Explaining the differences in income-related health inequalities across European countries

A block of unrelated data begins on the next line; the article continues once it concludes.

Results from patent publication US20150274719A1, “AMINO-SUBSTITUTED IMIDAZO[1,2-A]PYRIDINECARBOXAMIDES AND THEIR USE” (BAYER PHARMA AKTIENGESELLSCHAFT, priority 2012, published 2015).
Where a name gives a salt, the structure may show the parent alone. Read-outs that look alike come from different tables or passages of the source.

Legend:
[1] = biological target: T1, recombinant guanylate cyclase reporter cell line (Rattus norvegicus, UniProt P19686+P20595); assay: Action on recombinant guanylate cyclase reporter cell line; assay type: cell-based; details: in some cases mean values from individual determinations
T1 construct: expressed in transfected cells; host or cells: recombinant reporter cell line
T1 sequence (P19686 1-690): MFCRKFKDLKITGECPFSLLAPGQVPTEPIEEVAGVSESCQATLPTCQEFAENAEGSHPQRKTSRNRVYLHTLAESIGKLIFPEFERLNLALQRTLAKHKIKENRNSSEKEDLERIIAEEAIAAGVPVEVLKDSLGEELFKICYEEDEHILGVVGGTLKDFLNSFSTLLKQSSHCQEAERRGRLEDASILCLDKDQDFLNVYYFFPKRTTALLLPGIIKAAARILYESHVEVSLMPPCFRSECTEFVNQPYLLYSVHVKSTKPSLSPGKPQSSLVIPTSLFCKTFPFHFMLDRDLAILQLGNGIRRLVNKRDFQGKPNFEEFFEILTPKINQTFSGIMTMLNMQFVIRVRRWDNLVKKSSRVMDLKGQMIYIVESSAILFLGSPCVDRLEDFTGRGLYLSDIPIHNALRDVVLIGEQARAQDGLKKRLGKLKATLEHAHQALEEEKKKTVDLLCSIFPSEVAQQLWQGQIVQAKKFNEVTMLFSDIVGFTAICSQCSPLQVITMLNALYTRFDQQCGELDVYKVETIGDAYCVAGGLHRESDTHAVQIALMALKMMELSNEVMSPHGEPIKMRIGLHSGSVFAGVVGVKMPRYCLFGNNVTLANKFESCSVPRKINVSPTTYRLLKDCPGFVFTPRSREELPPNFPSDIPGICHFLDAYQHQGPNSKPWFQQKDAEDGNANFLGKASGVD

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This paper provides new evidence on the sources of differences in the degree of income-related inequalities in self-assessed health in 13 European Union member states. It goes beyond earlier work by measuring health using an interval regression approach to compute concentration indices and by decomposing inequality into its determining factors. New and more comparable data were used, taken from the 1996 wave of the European Community Household Panel. Significant inequalities in health (utility) favouring the higher income groups emerge in all countries, but are particularly high in Portugal and - to a lesser extent - in the UK and in Denmark. By contrast, relatively low health inequality is observed in the Netherlands and Germany, and also in Italy, Belgium, Spain Austria and Ireland. There is a positive correlation with income inequality per se but the relationship is weaker than in previous research. Health inequality is not merely a reflection of income inequality. A decomposition analysis shows that the (partial) income elasticities of the explanatory variables are generally more important than their unequal distribution by income in explaining the cross-country differences in income-related health inequality. Especially the relative health and income position of non-working Europeans like the retired and disabled explains a great deal of excess inequality. We also find a substantial contribution of regional health disparities to socio-economic inequalities, primarily in the Southern European countries.